Pinball: Banzai Run
Announcer: "Go for the Hill!"Banzai Run is a Physical Pinball Table designed by Pat Lawlor and Larry DeMar, with artwork by Mark Sprenger. It was released in 1988 by Williams Electronics, and is notable for its continuous playfield, which extends vertically into the backbox.The game itself is centered on the 1988 Banzai Run Supercross race on the notorious Banzai Hill track. As an up-and-coming racer, you are up against four rivals: Green Machine, Yellow Belly, Blue Beard, and Red Hot. Build up laps on the lower playfield, then hit the twelve color-coded targets to challenge each racer and access the hill. Once that's done, ride the Ball Lifter to the vertical playfield to defeat the challengers, then take on the King of the Hill in a light-and-sound spectacular.Although some earlier pinball games included bagatelle-style minigames in the backbox, Banzai Run was the first to have a fully-featured vertical playfield with flippers, kickers, and sinkholes. Besides its novel design, Banzai Run was the first pinball game designed by Pat Lawlor, and established many of his preferred gameplay elements that would appear in later pins.
Banzai Run demonstrates the following tropes:
- Appeal to Novelty
- Big Word Shout: The racer shouts "BAANZAIIIII!" when you shoot the Cycle Jump on the vertical playfield, and after starting the next ball with an extra ball.
- Color-Coded for Your Convenience: The rival's targets match their primary colors and names.
- Colourful Theme Naming: The rivals.
- Delinquent Hair: Blue Beard has a short-trimmed mohawk.
- Developers' Foresight:
He's challenged (opponent 1) and (opponent 2)!What a move on (opponent 1) and (opponent 2)!
- If the player challenges or defeats a single opponent, the announcer will address each one individually. However, if a second competitor is challenged or defeated very quickly after the first, the announcer will name them both within one complete sentence.
- If a ball exits the Hill, doesn't make a clean feed on the ramp, doesn't hit any switch on the main playfield, and then drains, a Super Jump is awarded, acting as an instant Extra Ball/Ball Saver. Bear in mind, the Hill's flippers would still be active if this happens.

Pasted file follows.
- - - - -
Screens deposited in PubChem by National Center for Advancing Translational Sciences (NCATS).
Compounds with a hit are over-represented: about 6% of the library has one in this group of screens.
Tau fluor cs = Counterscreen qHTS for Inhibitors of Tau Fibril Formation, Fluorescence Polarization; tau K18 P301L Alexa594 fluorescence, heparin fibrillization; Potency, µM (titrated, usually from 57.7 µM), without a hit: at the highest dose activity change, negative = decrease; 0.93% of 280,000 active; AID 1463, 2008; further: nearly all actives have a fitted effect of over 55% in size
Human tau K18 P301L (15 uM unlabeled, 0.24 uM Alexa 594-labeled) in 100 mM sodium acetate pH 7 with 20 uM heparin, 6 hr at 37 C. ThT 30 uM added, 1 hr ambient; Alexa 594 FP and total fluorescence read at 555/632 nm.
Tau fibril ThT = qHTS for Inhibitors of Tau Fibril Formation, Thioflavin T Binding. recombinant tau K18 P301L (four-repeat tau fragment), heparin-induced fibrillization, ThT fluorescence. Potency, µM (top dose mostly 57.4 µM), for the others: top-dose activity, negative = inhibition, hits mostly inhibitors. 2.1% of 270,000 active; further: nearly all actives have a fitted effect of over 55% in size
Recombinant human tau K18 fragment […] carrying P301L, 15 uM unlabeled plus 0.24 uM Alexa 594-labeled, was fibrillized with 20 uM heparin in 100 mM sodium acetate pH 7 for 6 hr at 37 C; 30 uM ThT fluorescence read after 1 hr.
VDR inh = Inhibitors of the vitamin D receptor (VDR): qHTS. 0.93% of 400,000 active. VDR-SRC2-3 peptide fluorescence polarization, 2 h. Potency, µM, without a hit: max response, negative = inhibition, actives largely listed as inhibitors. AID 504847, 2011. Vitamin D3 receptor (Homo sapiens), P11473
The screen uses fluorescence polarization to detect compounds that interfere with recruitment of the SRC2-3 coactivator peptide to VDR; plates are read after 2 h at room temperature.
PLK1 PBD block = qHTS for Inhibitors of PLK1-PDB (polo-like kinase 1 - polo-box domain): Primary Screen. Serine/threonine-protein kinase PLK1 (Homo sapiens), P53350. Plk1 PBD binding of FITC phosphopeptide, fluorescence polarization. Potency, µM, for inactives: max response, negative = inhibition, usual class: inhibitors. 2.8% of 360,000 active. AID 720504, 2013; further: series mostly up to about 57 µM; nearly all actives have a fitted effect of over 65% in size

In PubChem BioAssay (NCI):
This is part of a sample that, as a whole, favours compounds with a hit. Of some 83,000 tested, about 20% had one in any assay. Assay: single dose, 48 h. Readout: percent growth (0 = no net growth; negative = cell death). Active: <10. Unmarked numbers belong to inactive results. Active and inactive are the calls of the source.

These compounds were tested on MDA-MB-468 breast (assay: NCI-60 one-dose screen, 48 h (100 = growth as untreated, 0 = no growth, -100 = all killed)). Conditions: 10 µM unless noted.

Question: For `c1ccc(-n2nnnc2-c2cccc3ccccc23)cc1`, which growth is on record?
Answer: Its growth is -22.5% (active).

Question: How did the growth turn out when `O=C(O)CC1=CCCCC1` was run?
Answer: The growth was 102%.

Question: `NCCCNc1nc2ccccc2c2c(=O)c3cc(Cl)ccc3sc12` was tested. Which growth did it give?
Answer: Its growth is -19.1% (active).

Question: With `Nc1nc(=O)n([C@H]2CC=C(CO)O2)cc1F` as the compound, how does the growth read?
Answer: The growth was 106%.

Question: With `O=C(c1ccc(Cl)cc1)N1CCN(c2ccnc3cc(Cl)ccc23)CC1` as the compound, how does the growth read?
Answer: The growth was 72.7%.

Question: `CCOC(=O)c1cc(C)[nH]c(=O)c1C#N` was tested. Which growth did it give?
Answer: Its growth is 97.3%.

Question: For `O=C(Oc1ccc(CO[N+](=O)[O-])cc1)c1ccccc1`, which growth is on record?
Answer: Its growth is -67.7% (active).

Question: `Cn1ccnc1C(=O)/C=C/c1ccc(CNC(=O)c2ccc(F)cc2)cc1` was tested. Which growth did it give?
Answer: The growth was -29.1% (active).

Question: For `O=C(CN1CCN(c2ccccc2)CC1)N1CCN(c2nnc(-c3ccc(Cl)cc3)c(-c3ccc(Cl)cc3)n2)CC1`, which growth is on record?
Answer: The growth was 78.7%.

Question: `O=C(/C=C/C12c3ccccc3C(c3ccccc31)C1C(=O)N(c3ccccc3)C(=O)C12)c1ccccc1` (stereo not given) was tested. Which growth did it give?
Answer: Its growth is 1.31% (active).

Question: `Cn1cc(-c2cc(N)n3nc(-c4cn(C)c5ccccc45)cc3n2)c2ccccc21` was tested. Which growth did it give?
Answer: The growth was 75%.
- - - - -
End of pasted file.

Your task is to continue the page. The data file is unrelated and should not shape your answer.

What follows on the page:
- Difficulty Spike: The transition from the horizontal playfield to the vertical is this for many players.
- Faceless Goons: The lower playfield features additional racers (in addition to the player's four rivals), all of whom are completely covered in motocross gear and have no influence on the game.
- Creator Cameo: These racers' names (each of them are named after the design team) are as follows, in order of rank (starting with Rank 2): (John) Krutsch, Lawlor, (Ed) Boon, Sprenger, and (Brian) Schmidt.
- Featureless Protagonist: The only identifying characteristic for the player's character is his gender.
- Fiery Redhead: Red Hot.
- Mad Libs Dialogue: The announcer speaks like this:Announcer: "He's going after (rival's name)!"/"He's challenged (rival's name)!" — upon lighting a rivalAnnouncer: "What a move on (rival's name)!" — upon defeating a rival
- Mini-Game: "Freestyle", a separate miniature pachinko-style playfield in the backbox.
- Porn Stache: Green Machine has one.
- Ramp Jump: The "Cliff Jump", a vertical ramp in the backbox.
- Signature Style: Banzai Run features what would become Lawlor's trademarks, including the Bumper Shot, horizontal shots, dual-left inlanes (though in this case, it's a kicker), and game-changing gimmicks (the vertical playfield).
- Skill Shot: Gently plunge the ball into the Banzai Hill saucer to score the "Super Cycle Stunt" bonus and send the ball up Banzai Hill.
- The Smurfette Principle: Red Hot, the only female racer in the game.
- The Place
- You Gotta Have Blue Hair: Played with; Blue Beard's hair is a very light electric blue.